As suicides among members of the U.S. military and veterans continue at a rate higher than in the general population—nearly 20 each day—and their calls for help become louder, with three veterans waiting for treatment outside Veterans Administration hospitals in 2019 committing suicide, authors and former U.S. Marines Kate Hendricks Thomas and Sarah Plummer Taylor present a call for a new approach to help halt the needless deaths.
Thomas, now a researcher and assistant professor of public health, and Plummer Taylor, now a social worker and adjunct professor, detail a plan to establish preventative training for mental fitness that will help psychologically “vaccinate” service members against depression and PTSD, the most common precursors to suicidal thoughts. Thomas and Plummer Taylor detail their mental fitness training program to shift from post-trauma treatment to pre-trauma prevention. Each topic addressed is illustrated with stories from veterans. Part of the solution, Thomas and Plummer Taylor explain, is to present prevention as something for all service members and as a positive, strength-building, challenging activity for champions, as opposed to a post-trauma treatment only for “weak and broken” warriors.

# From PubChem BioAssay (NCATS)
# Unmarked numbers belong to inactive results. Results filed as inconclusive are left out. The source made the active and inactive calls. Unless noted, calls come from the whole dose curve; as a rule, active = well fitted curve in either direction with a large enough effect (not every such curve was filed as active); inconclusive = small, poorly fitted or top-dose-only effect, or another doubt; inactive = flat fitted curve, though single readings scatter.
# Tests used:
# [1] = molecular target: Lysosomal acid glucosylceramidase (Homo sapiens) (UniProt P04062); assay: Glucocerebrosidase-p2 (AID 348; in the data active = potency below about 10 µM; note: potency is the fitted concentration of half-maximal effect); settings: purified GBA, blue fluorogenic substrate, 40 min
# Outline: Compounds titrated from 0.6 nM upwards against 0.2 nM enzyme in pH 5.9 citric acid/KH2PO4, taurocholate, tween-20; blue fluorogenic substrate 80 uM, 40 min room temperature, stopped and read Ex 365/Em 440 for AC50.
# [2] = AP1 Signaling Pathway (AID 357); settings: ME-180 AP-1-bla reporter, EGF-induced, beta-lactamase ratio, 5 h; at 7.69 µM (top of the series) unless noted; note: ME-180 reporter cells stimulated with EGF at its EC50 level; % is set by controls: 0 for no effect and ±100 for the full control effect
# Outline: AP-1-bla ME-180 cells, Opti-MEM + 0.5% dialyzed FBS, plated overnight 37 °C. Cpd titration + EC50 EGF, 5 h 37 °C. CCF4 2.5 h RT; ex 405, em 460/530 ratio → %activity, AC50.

- Includes a plan for proactive military measures to establish knowledge and habits to help service members, before trauma, become depression- and suicide-resistant
- Includes vignettes from veterans explaining the "warrior culture" that makes service members and veterans treatment-recalcitrant after trauma
- Includes vignettes from veterans who suffered sexual assault in the military
- Describes the alienation felt by veterans and reasons for it
- Explains the key components of a mental fitness program to rewire the brain for resilience